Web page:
Splash! brings high school and middle school students to Stanford’s campus for a two-day learning extravaganza. Stanford undergraduates, graduate students, and other community members teach classes. 

Tutoring & Mentoring Opportunities 

Athletic Academic Resource Center (AARC) Tutoring hires graduate students to work as tutors at drop-in and group sessions for a range of courses, typically introductory biology, chemistry, economics, engineering, math, physics, and statistics. 
Vice Provost for Teaching and Learning (VPTL) Student Jobs for grad students include language conversation partners, tutor, resident computer consultant, and more.
VPTL Graduate Student Consultants and MinTs use their passion for good teaching to coach other grad students in their teaching. Though consultants are expected to already have teaching experience, the position provides an opportunity to help others with their teaching as well as to offer workshops on teaching at TA orientations and throughout the year.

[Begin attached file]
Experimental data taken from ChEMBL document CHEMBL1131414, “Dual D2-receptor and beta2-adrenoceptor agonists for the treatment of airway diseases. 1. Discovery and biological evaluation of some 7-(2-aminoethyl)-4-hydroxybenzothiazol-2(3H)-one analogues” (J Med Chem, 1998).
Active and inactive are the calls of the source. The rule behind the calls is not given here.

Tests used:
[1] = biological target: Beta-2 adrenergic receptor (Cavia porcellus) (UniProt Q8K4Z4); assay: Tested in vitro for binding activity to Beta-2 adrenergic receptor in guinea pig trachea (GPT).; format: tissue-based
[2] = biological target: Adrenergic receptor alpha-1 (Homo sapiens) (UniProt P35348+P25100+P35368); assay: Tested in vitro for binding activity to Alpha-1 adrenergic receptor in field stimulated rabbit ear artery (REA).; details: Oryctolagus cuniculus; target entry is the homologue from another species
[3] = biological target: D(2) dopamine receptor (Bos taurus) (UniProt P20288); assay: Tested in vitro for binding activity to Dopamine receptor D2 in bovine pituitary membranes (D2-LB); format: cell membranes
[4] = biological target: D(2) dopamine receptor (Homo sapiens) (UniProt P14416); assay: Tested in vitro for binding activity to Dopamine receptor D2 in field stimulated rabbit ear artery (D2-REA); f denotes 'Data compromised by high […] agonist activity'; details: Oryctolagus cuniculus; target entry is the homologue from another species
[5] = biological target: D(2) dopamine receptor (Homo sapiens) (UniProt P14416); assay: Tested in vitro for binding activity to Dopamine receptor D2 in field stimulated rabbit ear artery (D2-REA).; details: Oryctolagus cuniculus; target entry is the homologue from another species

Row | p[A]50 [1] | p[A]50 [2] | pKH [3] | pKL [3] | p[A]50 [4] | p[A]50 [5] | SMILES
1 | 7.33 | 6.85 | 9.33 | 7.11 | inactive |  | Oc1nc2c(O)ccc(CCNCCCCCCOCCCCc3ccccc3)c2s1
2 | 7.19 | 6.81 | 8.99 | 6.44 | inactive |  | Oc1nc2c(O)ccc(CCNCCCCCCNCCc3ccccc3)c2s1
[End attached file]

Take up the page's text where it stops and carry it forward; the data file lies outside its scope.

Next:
Education Partnerships, Haas Center for Public Service promote educational equity in local communities by engaging Stanford students and community youth in mentoring and tutoring relationships. 
Stanford High School Summer College offers residential and non-residential summer employment options for undergraduate, recent graduates, and graduate students. Residential positions include: mentor, head mentor, house director, and activities director. Tutor positions are non-residential, and include: tutor positions, program director, assistant director, and program coordinator. 
Stanford Science Bus is an after-school science program for 2nd through 5th-grade children. Volunteer graduate and undergraduate students at Stanford University help develop and teach the program.